“Great, thank you,” Melissa said with some cheer. Bruce didn’t say anything; he just sucked on his coffee angrily and looked out at the passing trees through the side window.
“You two are gorgeous, I gotta say. Wonderful to have you along for the tour!”
Melissa snickered, and Bruce jerked his head toward her. “Thank you,” he said.
“I thought an older gentleman was picking us up,” Melissa said.
“That’s my Uncle Russ; he came down with the flu last night, so I’m covering for him. You don’t know how thrilled I was to get the call last night. This is my first tour as the guide.”
Bruce was slurping the last drops of his coffee, then stopped. “First tour?”
“That’s right, Bruce,” Cassie said. “First tour alone. I’ve been on the tours before to watch, but not as the guide. I was up all last night rehearsing! See?”
Using her left elbow to guide the steering wheel, she pulled index cards from her fanny pack as the car meandered over the double yellow line.
“I am ready to go! Got all my lines here. You may need to bear with me, but I promise to do the best I can. So, first question, where are you two from?”
“Charlotte, North Carolina,” Melissa responded.
“You don’t say? I have a cousin there . . . I think. Maybe he’s in Charleston. I don’t remember. Next question, let’s see”—she looked down at her index card—“where is that card? Oh yeah, here we go. How did you two first meet?”
Melissa and Bruce exchanged glances. “It’s a long story,” Melissa said.
“At a bar,” Bruce said sternly.
“Wow, you don’t say? How exciting! All right, I’m done with the personal questions. I was hoping for, you know, more of an interesting response, but that’s fine. I will get right into my spiel here. I ask that you listen carefully to what I say throughout the tour. Capisce?”
Bruce rolled his eyes.
“Capisce,” Melissa said.
“Well, welcome! You’re in for an EX-PER-I-ENCE. Buckle up.”
Cassie dug in the center console and produced a cassette tape, which she shoved into the van’s tape deck. Dreamy, new-age music started playing. She cleared her throat, and a smooth, sensual, accent-less voice poured from her. “First things first, and this is important, tour members, you must open your mind to what you are about to experience. If you don’t have an open mind, you will find the site rejecting you. You are here for a reason, lady and gentleman. You were led to the Unknown, not the other way around.”
Cassie turned onto a steep gravel road that veered into a dense forest. Gravel smacked the van’s bottom in rapid-fire pops as she gunned it up an unpaved hill.
Melissa poked Bruce in the arm, smirking at him. Bruce rolled his eyes yet again.
“Second, you must follow the instructions of your guide. If you do not, you will be forcibly removed from the tour immediately. The instructions from your guide—that’s me, by the way—ensure that you respect the site and allow others to experience it in a meaningful way.”
Melissa found herself imagining what it would be like to be forcibly removed by Cassie. She could definitely picture it.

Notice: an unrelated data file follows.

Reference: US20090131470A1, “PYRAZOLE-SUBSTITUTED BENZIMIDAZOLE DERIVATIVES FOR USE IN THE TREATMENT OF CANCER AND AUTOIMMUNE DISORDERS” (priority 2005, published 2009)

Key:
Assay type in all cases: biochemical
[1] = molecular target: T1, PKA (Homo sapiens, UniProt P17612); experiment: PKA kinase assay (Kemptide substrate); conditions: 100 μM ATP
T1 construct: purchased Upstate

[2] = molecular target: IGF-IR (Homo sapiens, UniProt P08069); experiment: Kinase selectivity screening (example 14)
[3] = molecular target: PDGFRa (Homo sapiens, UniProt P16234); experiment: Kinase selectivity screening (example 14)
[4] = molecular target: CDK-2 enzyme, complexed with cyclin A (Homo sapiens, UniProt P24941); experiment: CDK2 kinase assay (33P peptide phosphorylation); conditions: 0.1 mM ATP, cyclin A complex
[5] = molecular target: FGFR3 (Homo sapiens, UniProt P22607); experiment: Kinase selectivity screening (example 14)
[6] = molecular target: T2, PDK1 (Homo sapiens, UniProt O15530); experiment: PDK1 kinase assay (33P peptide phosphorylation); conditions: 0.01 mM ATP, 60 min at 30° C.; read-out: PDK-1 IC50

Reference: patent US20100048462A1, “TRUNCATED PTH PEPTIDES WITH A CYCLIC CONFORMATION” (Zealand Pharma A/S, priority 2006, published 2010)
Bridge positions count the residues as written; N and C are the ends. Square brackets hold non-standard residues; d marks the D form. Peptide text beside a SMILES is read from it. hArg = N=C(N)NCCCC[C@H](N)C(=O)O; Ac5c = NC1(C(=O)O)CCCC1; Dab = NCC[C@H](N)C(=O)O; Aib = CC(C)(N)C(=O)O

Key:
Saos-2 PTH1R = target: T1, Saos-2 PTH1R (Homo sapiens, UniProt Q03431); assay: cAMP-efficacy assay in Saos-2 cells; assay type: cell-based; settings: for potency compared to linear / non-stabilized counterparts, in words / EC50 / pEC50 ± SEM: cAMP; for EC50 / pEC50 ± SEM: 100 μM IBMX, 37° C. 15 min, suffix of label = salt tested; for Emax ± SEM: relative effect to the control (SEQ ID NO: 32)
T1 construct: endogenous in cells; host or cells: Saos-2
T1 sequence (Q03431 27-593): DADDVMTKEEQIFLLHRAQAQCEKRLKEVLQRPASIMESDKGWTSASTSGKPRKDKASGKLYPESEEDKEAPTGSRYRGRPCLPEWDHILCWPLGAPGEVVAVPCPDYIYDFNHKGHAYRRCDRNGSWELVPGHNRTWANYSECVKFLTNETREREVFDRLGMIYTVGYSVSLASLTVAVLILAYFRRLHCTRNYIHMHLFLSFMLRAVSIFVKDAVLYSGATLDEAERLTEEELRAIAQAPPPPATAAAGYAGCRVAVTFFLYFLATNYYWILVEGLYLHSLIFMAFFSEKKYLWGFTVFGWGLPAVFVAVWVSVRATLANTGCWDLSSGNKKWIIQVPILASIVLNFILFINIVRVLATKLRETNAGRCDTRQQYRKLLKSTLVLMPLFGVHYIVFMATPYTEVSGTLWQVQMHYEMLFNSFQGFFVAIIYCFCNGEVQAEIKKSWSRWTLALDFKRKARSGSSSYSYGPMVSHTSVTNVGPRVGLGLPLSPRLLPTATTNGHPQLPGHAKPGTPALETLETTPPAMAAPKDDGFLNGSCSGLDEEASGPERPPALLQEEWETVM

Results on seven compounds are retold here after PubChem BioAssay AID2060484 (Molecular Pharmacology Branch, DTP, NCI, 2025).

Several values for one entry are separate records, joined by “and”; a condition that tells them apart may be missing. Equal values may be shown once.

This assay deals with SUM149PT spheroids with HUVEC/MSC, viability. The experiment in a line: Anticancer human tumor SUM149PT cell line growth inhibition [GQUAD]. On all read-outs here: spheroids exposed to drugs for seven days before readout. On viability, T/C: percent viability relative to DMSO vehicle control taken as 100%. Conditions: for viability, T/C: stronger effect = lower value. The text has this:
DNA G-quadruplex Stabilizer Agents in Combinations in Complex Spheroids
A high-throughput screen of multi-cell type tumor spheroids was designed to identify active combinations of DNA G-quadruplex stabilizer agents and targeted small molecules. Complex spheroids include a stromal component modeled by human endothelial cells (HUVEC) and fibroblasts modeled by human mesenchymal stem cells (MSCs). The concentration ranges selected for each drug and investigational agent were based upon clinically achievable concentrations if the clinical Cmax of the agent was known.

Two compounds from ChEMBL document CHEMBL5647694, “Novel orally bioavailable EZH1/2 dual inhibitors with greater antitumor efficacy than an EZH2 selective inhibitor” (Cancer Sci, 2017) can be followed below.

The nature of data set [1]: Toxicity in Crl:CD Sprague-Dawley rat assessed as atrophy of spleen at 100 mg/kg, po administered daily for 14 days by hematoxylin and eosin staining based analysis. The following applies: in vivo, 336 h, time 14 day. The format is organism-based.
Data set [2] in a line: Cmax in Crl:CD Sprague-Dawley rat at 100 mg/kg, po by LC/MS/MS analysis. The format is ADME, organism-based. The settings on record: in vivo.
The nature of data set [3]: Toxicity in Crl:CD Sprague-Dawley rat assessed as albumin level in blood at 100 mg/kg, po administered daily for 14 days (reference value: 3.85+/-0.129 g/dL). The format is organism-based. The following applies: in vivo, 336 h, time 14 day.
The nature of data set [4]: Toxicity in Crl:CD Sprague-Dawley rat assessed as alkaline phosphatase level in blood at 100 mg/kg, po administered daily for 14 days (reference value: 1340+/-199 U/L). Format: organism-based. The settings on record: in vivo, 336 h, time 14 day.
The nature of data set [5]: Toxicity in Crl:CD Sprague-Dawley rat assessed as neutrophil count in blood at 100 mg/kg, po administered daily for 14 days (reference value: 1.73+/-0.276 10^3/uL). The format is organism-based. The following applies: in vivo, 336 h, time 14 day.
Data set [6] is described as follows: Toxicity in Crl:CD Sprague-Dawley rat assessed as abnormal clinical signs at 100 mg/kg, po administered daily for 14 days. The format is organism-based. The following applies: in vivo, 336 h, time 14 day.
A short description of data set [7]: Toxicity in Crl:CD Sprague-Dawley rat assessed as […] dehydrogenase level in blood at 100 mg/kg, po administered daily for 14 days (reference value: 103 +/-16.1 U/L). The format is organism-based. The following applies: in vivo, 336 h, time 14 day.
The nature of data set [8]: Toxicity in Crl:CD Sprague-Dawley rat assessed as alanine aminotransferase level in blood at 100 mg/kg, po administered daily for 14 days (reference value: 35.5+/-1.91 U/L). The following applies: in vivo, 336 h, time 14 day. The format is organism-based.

“Third, no pictures or videos can be taken of any kind.”
Cassie peered in the rearview mirror. “So, yuns agree?”
“Yep,” Melissa said.
“Yes,” he said softly.
“Those are the rules. And now onward to the Unknown. Enjoy the tour, and most importantly, open your mind. What you are about to experience is tailored to you.”
The music picked up volume, and then the tape cut off.
“Perfect timing,” Melissa said. Cassie smiled at her and resumed her tour voice.
“The tour begins on Mount Maxwell, the very mountain we are ascending.
“It was in 1858, James Pippen Maxwell came to this area to start a new life for his family. He had emigrated over from Scotland just months before purchasing this mountain from an unknown seller. It didn’t take him long to make an unusual discovery about this place.
“When he was walking along the Maxwell path, the very dirt road we’re driving up now, James noticed that the closer he got to the top of the mountain, the more he felt his mind unravelling. Everything that clogged his mind somehow churned up. He grew ill and tired as if the very mountain was resisting him.”
Cassie hit a hole in the ground and mashed the accelerator, the van groaning. Melissa looked backward to see a cloud of rock dust and exhaust.
“Of course, the first thing he did was bring his wife up the mountain, but something different happened with her. Something peculiar. The mountain entranced her. She felt unburdened by it and found herself coaxing her husband to go up there almost every day until— Well, you know how the story ends, I would imagine. I forgot to mention I got hot dogs, Gatorade, and potato chips if yuns want any.”
Cassie opened a small cooler on the passenger seat and pulled out a hot dog wrapped in foil, holding it up for display. “I also got flashlights and a first aid kit, if we need it.”
Before they could respond, she continued.
“Coming up on your right, you will see the remnants of a cabin owned by James and Louise Maxwell. Louise would often sneak up to this cabin so she could be away from her husband, which is why it is now deemed Louise’s Cabin.”
On their right, Melissa saw a run-down wood structure leaning against a tree, the glass for the windows shattered, ready to crumble at the tiniest of breezes. An old wooden etching read Louise’s Cabin, 1866.
As they passed Louise’s Cabin, it was at this moment that Bruce emitted a slight chuckle. Melissa turned toward Bruce and froze.
Bruce’s eyes were darting back and forth, his forehead layered with a film of sweat, and most oddly, a smile was plastered on his face, a smile far too wide and far too out of character.